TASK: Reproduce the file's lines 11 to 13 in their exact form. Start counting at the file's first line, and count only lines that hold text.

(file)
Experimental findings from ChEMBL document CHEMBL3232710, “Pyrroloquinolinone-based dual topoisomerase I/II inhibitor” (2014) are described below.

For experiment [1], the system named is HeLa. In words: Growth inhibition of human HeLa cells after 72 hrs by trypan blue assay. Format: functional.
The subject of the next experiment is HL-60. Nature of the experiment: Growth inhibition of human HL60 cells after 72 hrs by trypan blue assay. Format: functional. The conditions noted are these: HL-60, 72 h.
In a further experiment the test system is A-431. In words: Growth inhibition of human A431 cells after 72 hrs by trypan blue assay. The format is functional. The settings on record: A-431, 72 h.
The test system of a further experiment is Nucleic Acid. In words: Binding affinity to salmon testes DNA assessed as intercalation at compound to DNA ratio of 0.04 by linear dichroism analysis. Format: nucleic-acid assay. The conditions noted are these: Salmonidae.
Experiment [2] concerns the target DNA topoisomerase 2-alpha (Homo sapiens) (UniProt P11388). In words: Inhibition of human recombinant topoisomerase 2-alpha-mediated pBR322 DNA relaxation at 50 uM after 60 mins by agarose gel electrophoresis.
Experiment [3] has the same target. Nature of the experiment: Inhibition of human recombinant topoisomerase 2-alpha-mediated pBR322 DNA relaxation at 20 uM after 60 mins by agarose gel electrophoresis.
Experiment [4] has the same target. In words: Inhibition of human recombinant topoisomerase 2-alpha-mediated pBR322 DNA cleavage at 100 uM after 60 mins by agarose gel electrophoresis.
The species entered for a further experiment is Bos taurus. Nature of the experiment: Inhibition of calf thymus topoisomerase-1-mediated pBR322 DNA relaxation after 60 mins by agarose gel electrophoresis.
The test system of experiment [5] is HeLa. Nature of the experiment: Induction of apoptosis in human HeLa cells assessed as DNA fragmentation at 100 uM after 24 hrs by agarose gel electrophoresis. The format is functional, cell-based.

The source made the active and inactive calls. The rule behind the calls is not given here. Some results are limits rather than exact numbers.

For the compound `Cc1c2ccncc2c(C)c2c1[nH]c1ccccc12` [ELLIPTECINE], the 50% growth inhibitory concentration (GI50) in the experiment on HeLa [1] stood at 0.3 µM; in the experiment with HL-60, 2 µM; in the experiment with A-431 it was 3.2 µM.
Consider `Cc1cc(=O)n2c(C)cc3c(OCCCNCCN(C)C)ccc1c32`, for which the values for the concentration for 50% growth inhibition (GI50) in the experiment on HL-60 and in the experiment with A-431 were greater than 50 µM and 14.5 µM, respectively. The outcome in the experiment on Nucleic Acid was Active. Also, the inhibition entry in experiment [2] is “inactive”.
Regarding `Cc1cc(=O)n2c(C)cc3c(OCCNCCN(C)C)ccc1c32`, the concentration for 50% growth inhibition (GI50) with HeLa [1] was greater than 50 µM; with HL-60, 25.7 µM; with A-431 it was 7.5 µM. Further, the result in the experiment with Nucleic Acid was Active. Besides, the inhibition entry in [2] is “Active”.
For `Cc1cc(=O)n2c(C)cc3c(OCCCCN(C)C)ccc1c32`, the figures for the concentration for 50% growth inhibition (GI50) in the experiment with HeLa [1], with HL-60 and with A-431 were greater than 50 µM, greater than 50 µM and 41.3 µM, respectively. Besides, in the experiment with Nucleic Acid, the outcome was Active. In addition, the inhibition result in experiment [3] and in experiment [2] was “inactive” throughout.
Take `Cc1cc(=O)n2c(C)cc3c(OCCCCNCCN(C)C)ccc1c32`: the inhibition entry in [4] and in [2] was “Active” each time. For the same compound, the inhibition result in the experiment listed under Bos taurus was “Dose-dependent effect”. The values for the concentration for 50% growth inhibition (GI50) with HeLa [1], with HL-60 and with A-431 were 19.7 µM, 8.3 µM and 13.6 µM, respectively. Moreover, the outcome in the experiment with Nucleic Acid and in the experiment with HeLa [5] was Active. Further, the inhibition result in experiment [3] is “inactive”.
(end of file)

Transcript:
The source made the active and inactive calls. The rule behind the calls is not given here. Some results are limits rather than exact numbers.

For the compound `Cc1c2ccncc2c(C)c2c1[nH]c1ccccc12` [ELLIPTECINE], the 50% growth inhibitory concentration (GI50) in the experiment on HeLa [1] stood at 0.3 µM; in the experiment with HL-60, 2 µM; in the experiment with A-431 it was 3.2 µM.
Consider `Cc1cc(=O)n2c(C)cc3c(OCCCNCCN(C)C)ccc1c32`, for which the values for the concentration for 50% growth inhibition (GI50) in the experiment on HL-60 and in the experiment with A-431 were greater than 50 µM and 14.5 µM, respectively. The outcome in the experiment on Nucleic Acid was Active. Also, the inhibition entry in experiment [2] is “inactive”.